IVIG (Intravenous Immunoglobulin)
What is IVIG or Intravenous Immunoglobulin?
IVIG, also called gamma globulin or antibodies, is a highly purified blood product preparation that is derived from large pools of plasma donors. Plasma from approximately 1,000 to 10,000 persons is present in each unit or “lot” of IVIG therapy. While this is a blood product, IVIG available in the United States is purified and carefully screened to be free of all known transmissible diseases, including HIV, hepatitis, malaria, syphilis and many, many others. IVIG therapy is used to treat a variety of neurological and neuromuscular autoimmune disorders that affect the central nervous system, peripheral nerves, neuromuscular junction and muscles.
The Benefits of IVIG Therapy:
The underlying problem in all autoimmune diseases is often similar. One part of your immune system has decided to attack part of your body, instead of defending your body from bacteria and viruses. While the cause of this damage is unknown, IVIG contains antibodies which are believed to block this attack.
Some of the most common neurological autoimmune diseases treated with IVIG therapy in the PNA Infusion Center include: Chronic Inflammatory Demyelinating Polyneuropathy (CIDP); Multiple Sclerosis (MS); Myasthenia Gravis (MG); Multifocal Motor Neuropathy (MMN); Multifocal Acquired Sensory and Motor Neuropathy (MADSAM); Dermatomyositis, and Polymyositis.
IVIG Treatment Side Effects:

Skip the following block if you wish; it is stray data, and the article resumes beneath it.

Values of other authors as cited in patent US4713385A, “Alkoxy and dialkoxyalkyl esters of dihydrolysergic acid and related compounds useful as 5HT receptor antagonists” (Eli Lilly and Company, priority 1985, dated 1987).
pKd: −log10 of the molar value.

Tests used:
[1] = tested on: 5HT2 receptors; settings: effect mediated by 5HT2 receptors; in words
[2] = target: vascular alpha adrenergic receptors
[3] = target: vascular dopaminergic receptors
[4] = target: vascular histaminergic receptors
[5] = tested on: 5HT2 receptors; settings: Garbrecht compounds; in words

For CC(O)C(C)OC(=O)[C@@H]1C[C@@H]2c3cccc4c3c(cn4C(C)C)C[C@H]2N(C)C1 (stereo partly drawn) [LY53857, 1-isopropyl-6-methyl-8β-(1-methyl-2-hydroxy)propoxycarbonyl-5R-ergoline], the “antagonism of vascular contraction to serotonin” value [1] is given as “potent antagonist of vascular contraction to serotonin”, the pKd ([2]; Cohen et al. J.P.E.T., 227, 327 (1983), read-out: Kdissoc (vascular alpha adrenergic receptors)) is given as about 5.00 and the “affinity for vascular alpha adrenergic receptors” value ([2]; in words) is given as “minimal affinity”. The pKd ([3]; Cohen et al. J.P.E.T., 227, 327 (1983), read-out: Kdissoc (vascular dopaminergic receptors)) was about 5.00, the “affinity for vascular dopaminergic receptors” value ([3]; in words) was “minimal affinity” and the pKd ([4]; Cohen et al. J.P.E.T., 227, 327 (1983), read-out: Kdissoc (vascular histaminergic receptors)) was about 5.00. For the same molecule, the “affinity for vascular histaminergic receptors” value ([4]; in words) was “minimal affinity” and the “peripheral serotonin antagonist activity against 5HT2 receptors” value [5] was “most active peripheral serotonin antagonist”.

It is fairly common for patients to experience headaches (which can be mild to severe), stiff neck, and fever during or shortly after an infusion. This is called aseptic meningitis syndrome. These symptoms are manageable and can be minimized or prevented by infusing IVIG very slowly. Patients may often feel fatigued or flu type symptoms for a day or two after their infusion.
Variation in blood pressure, shortness of breath, chills, fever, rashes and any allergic reactions must be closely monitored during the infusions. Discuss your questions about side effects or possible allergic reactions with your physician and your infusion nurse.
Dosing and Length of Infusion:
The length of time it takes for an IVIG infusion will vary for each person. On average, it is between 4 to 6 hours. The specific dose ordered by your physician, in addition to your own tolerance to the medication, will determine your length of stay at the Infusion Center.
Usually, an IVIG dose of 2 GMs/kg is divided into 2 doses which would be infused over 2 days. This same dose may be given on alternate days or even divided over 5 days if side effects become a problem. Treatment is usually repeated every 4 to 6 weeks.